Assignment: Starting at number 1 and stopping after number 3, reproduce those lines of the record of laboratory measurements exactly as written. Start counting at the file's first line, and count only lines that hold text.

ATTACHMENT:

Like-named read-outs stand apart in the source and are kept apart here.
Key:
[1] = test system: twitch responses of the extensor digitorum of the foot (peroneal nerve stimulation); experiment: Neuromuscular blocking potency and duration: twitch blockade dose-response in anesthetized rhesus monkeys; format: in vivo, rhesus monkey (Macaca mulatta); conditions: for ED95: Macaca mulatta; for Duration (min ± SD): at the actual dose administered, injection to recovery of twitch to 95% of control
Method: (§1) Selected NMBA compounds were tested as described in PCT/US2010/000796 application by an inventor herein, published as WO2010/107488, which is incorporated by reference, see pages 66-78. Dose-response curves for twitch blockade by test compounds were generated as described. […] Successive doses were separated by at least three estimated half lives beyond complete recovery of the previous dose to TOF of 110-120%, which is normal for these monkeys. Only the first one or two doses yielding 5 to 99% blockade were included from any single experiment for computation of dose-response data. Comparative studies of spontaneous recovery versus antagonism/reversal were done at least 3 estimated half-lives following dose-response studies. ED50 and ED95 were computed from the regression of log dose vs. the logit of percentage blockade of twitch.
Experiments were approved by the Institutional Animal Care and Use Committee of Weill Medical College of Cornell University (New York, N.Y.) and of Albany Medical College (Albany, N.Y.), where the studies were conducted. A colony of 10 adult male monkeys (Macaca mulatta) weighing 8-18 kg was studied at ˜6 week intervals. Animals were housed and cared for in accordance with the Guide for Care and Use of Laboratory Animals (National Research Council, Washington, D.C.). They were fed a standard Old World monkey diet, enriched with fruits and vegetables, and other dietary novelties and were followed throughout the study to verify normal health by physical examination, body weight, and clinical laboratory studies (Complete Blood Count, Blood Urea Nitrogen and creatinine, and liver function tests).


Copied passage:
Like-named read-outs stand apart in the source and are kept apart here.
Key:
[1] = test system: twitch responses of the extensor digitorum of the foot (peroneal nerve stimulation); experiment: Neuromuscular blocking potency and duration: twitch blockade dose-response in anesthetized rhesus monkeys; format: in vivo, rhesus monkey (Macaca mulatta); conditions: for ED95: Macaca mulatta; for Duration (min ± SD): at the actual dose administered, injection to recovery of twitch to 95% of control